An urban infill lot in Lima, Peru, 206 feet long and 43 feet wide, with a jog in the middle, might not seem optimal for a single-family home. But the Peruvian firm 51-1 Arquitectos encouraged its clients, a couple with four children, to work within those parameters. “We could imagine an extraordinary garden tying together the different parts of the house,” says 51-1 principal Fernando Puente Arnao. The family already lived at the west end of the site in this residential neighborhood of Lima, in a two-story 1980s brick-and-concrete townhouse that they owned but had outgrown. A high priority was more outdoor space, where the kids could safely play. So they followed 51-1’s advice and bought the property, then on the market, whose yard was back-to-back with theirs.
A garden links to a new structure (1), with a terrace and a pool extending into the lawn (2). Photos © Cristobal Palma / Estudio Palma, click to enlarge.
The architectural challenge was how to create a unified whole—and offset the long site’s potentially awkward proportions and quirky misalignment between the two lots. The solution involved reconfiguring the family’s original 3,750-square-foot building, adding 1,260 square feet at the top to house the couple’s bedroom suite. Now a hanging sculptural staircase connects all levels, animating a skylit, three-story-high vertical-circulation space.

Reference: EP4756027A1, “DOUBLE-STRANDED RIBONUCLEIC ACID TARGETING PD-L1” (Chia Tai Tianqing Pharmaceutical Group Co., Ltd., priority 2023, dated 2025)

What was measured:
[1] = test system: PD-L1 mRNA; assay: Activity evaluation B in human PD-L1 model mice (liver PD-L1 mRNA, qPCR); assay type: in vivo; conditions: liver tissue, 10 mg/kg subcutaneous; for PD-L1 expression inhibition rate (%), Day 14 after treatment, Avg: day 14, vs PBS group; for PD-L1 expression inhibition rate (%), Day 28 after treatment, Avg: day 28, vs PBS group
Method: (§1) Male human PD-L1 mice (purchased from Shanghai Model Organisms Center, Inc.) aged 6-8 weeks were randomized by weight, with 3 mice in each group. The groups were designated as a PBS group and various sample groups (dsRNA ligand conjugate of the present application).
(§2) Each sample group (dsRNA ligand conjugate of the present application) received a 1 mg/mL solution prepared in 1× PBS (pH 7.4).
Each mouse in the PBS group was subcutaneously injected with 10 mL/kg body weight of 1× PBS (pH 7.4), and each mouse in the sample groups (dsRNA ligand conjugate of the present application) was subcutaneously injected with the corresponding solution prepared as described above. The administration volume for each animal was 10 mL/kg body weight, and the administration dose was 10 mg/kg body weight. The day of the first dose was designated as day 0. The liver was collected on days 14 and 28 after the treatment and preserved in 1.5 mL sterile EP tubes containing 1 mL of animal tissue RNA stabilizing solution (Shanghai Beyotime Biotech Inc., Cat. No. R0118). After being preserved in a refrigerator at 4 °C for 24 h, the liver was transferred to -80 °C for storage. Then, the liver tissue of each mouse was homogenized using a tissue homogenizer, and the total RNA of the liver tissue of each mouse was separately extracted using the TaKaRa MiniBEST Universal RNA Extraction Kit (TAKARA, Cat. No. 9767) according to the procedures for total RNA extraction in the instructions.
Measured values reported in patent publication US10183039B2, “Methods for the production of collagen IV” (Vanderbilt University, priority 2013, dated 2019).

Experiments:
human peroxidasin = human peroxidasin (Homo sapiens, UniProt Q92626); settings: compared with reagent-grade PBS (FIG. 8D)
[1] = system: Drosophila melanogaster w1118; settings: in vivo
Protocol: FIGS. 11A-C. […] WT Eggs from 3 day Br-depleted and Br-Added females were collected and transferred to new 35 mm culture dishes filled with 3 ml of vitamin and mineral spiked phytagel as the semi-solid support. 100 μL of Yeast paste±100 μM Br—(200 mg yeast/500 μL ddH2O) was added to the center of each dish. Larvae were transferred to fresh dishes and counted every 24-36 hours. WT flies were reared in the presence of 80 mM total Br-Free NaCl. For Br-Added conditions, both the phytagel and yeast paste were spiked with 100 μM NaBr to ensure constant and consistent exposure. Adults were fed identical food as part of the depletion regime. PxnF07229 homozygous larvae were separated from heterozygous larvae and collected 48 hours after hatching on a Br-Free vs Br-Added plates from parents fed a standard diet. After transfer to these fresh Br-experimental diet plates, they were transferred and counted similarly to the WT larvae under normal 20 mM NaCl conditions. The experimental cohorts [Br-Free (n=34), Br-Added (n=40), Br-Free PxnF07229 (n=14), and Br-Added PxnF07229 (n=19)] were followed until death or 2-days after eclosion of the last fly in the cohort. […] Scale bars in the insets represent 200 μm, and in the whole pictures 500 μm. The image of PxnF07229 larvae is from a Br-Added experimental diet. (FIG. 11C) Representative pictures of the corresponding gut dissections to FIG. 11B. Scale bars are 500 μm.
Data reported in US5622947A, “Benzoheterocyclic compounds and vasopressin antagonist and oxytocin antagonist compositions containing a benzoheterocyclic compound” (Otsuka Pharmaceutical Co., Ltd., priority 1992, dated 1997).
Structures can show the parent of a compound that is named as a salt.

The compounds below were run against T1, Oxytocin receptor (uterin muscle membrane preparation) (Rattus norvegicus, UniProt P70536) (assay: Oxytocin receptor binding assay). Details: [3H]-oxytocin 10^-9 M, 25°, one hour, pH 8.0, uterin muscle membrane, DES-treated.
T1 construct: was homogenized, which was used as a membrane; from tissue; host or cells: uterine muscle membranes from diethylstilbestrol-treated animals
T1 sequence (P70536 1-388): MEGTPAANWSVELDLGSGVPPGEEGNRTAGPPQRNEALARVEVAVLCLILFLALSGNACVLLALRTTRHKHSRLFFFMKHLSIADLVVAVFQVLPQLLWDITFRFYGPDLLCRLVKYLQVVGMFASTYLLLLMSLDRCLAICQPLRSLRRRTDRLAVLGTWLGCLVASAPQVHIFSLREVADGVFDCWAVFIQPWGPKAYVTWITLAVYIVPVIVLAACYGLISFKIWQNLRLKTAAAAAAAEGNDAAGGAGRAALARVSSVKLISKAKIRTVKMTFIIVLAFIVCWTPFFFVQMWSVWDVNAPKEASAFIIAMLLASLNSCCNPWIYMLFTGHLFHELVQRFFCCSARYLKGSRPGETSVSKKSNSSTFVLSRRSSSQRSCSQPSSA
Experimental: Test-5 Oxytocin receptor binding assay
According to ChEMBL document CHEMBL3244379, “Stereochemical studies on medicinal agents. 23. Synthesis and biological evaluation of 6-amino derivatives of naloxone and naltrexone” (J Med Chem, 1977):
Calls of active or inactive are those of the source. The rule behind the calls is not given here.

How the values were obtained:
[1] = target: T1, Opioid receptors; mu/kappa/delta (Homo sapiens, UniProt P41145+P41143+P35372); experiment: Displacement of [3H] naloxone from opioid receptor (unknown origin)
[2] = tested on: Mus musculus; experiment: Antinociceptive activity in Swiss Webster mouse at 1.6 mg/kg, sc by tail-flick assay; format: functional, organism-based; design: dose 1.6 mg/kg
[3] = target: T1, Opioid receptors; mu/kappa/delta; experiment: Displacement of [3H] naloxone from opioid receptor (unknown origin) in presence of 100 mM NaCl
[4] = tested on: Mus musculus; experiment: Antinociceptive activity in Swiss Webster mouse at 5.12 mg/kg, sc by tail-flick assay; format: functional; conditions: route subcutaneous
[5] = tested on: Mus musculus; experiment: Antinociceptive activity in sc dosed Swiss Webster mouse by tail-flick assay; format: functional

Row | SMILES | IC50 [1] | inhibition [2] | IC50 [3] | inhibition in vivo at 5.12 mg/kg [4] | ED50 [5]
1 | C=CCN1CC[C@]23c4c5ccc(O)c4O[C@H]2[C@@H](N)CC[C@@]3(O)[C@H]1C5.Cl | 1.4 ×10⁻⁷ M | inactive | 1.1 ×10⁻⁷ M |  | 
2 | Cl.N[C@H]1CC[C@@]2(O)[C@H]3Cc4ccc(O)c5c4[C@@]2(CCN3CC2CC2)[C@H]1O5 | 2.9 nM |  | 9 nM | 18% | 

In the existing dwelling, a sculptural stair animates a three-story space. Photo © Cristobal Palma / Estudio Palma
For the combined site’s east end, 51-1 designed a 3,320-square-foot, three-story building (with its own facade on another street) to include a four-car garage, a home office, music room/study, and indoor-out living/dining area. That communal space—with a fireplace and built-in barbecue area—spills out toward a swimming pool. On its garden side, the almost complete openness of this lower level, spanning its lateral supporting walls, gives the new structure a floating quality.
By building the pool as a primarily concrete box above grade, 51-1 bypassed the expense and hassle of excavation. Subtly recontoured, the garden slopes up from the existing house to the pool deck and the new building’s second floor, while the story below it, containing the garage, is at grade with the street. Dynamically unifying the site, this topographical solution is reinforced by the garden’s enclosing walls, now draped with hanging vines and clad (as are both buildings) in burnt terra-cotta tile.
As a result, the place has the modern feel of casual indoor-outdoor living in Lima’s temperate climate—and, at the same time, an overarching sense of romantic overgrowth, like an ancient ruin.
The lawn slopes from the existing house up to the new one. Walls are clad in burnt terra-cotta. Photo © Cristobal Palma / Estudio Palma
Click sections to enlarge